Thaba Bosiu, 24 kilometres east of the country’s capital Maseru, is a sandstone plateau with an area of approximately two km² and a height of 1,804 metres above sea level. In the early 19th Century, the Basotho chief Moshoeshoe I established a stronghold on the plateau to act as a refuge for his people during a war with the Ndebele people.
At an elevation of nearly 120 metres above the surrounding area, the plateau formed a natural fortress to gather the Basotho people in times of danger. The plateau’s large area meant it could hold enough livestock and provisions to support the people during a lengthy siege. Thaba Bosiu or Thaba Bosigo) in the Sesotho language means “Mountain of the Night” and refers to the local belief that the mountain grew during the night and shrunk during the day, leaving enemies who tried scaling it during the night still stranded on the cliffs and vulnerable to attack the following morning.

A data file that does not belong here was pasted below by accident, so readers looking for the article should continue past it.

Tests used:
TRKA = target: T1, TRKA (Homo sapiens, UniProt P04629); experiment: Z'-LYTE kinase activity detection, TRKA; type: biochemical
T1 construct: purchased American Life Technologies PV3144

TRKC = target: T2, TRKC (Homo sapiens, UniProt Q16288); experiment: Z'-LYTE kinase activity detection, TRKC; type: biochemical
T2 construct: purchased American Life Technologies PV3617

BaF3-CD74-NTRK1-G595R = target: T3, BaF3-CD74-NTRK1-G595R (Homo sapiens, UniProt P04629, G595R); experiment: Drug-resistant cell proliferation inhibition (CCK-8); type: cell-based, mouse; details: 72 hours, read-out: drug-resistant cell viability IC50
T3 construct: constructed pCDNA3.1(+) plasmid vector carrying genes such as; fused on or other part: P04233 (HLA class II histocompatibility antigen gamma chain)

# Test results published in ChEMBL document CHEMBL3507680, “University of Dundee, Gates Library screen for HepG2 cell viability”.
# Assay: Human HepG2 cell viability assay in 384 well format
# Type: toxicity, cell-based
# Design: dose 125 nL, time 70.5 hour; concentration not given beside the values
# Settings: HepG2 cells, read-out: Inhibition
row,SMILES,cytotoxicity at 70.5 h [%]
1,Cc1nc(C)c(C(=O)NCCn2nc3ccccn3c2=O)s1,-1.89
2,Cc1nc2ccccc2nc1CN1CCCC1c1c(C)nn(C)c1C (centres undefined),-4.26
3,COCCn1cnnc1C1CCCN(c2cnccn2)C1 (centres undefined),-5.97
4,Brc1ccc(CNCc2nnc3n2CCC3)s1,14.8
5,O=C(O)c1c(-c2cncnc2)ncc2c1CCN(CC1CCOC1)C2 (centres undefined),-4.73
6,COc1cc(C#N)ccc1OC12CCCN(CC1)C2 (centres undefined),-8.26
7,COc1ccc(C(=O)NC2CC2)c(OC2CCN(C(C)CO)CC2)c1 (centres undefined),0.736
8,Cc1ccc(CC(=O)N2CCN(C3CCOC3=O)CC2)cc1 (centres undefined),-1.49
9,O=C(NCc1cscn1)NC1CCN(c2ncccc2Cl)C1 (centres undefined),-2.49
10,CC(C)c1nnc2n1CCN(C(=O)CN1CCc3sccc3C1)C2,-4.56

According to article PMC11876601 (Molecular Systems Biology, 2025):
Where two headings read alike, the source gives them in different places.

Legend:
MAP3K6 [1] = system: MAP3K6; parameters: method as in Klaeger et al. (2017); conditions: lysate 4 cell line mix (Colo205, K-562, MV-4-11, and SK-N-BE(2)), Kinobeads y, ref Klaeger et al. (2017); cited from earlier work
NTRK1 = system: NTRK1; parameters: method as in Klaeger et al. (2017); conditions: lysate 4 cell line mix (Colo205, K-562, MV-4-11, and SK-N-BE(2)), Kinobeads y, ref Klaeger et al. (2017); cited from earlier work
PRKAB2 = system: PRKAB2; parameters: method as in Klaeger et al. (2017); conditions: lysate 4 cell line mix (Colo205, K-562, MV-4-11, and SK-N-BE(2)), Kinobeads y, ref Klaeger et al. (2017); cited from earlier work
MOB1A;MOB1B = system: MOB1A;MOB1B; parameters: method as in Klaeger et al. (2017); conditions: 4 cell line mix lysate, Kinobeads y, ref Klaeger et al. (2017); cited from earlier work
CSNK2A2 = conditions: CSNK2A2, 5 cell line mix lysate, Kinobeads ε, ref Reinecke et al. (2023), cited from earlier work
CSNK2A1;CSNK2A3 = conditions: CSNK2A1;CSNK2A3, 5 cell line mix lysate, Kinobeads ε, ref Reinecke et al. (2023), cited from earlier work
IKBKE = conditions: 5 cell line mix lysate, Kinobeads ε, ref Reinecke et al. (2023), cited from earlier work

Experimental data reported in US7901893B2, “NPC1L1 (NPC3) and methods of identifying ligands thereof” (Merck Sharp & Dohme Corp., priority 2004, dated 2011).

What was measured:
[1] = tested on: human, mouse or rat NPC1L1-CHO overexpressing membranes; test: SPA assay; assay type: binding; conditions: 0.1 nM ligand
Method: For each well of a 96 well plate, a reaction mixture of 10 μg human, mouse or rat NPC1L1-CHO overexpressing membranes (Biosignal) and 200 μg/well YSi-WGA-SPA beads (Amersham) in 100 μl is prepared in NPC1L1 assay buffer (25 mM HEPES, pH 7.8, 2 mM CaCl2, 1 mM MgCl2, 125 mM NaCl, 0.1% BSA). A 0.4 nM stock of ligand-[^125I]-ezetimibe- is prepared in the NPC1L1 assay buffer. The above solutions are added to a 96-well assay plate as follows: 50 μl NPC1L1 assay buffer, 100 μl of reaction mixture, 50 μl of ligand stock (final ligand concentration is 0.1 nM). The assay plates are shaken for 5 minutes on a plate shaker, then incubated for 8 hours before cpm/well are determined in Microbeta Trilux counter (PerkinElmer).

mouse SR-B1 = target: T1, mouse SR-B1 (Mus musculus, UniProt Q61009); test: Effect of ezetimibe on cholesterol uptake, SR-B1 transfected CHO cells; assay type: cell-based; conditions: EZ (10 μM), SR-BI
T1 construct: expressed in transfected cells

Thaba Bosiu also acted as Moshoeshoe’s headquarters during the various Basuto Wars. During the first Free State-Basotho War against the Orange Free State in 1858, the Free State’s commandoes tried assaulting the stronghold but met with little success. During the third war against the Free State in 1868, Thaba Bosiu was the only stronghold in Basutoland that wasn’t stormed by the Free State forces: it was never taken by an enemy. When Moshoeshoe died in 1870, he was buried on Thaba Bosiu; now, only ruins and the graves of various Basotho chiefs remain. Thaba Bosiu has become a national monument.
The Mountain Road leads right through the country’s centre to Thaba-Tseka and Mokhotlong. It is a very scenic route with beautiful views, crosses Bushmen’s pass (or Lekhalo la Baroa); nearby are magnificent rock paintings at Ha Baroana, featuring hunting scenes. Near the village of Setibing Ha Sempe is the Qiloane Falls, which can be reached by wading through the Makhaleng river. Further east is the Blue Mountain Pass, with an altitude of 2,580 metres.